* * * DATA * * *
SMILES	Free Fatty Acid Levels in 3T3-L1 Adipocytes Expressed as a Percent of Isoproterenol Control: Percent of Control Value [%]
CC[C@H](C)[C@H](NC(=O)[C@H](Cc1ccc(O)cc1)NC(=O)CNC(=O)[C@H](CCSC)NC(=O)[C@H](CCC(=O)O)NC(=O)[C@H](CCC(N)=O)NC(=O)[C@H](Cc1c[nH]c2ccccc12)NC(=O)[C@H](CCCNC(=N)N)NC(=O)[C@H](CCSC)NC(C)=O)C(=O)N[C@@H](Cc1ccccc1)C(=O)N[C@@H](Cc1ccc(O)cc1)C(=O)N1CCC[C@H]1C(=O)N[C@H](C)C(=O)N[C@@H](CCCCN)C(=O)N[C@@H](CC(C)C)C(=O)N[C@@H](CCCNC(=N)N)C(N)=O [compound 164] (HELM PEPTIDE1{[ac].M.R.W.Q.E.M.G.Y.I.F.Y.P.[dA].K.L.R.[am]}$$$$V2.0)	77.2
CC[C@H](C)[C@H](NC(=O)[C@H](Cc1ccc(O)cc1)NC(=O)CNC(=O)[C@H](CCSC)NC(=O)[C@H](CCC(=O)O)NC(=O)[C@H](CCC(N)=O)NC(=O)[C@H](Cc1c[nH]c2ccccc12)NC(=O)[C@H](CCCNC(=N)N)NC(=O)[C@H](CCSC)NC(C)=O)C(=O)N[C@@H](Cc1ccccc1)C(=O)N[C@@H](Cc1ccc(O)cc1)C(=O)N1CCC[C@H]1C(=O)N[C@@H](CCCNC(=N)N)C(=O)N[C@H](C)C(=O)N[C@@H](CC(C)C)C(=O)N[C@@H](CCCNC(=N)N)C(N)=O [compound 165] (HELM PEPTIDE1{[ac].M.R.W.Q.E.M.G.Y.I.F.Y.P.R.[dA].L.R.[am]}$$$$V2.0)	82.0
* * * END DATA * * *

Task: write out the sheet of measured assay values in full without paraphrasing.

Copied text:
SMILES	Free Fatty Acid Levels in 3T3-L1 Adipocytes Expressed as a Percent of Isoproterenol Control: Percent of Control Value [%]
CC[C@H](C)[C@H](NC(=O)[C@H](Cc1ccc(O)cc1)NC(=O)CNC(=O)[C@H](CCSC)NC(=O)[C@H](CCC(=O)O)NC(=O)[C@H](CCC(N)=O)NC(=O)[C@H](Cc1c[nH]c2ccccc12)NC(=O)[C@H](CCCNC(=N)N)NC(=O)[C@H](CCSC)NC(C)=O)C(=O)N[C@@H](Cc1ccccc1)C(=O)N[C@@H](Cc1ccc(O)cc1)C(=O)N1CCC[C@H]1C(=O)N[C@H](C)C(=O)N[C@@H](CCCCN)C(=O)N[C@@H](CC(C)C)C(=O)N[C@@H](CCCNC(=N)N)C(N)=O [compound 164] (HELM PEPTIDE1{[ac].M.R.W.Q.E.M.G.Y.I.F.Y.P.[dA].K.L.R.[am]}$$$$V2.0)	77.2
CC[C@H](C)[C@H](NC(=O)[C@H](Cc1ccc(O)cc1)NC(=O)CNC(=O)[C@H](CCSC)NC(=O)[C@H](CCC(=O)O)NC(=O)[C@H](CCC(N)=O)NC(=O)[C@H](Cc1c[nH]c2ccccc12)NC(=O)[C@H](CCCNC(=N)N)NC(=O)[C@H](CCSC)NC(C)=O)C(=O)N[C@@H](Cc1ccccc1)C(=O)N[C@@H](Cc1ccc(O)cc1)C(=O)N1CCC[C@H]1C(=O)N[C@@H](CCCNC(=N)N)C(=O)N[C@H](C)C(=O)N[C@@H](CC(C)C)C(=O)N[C@@H](CCCNC(=N)N)C(N)=O [compound 165] (HELM PEPTIDE1{[ac].M.R.W.Q.E.M.G.Y.I.F.Y.P.R.[dA].L.R.[am]}$$$$V2.0)	82.0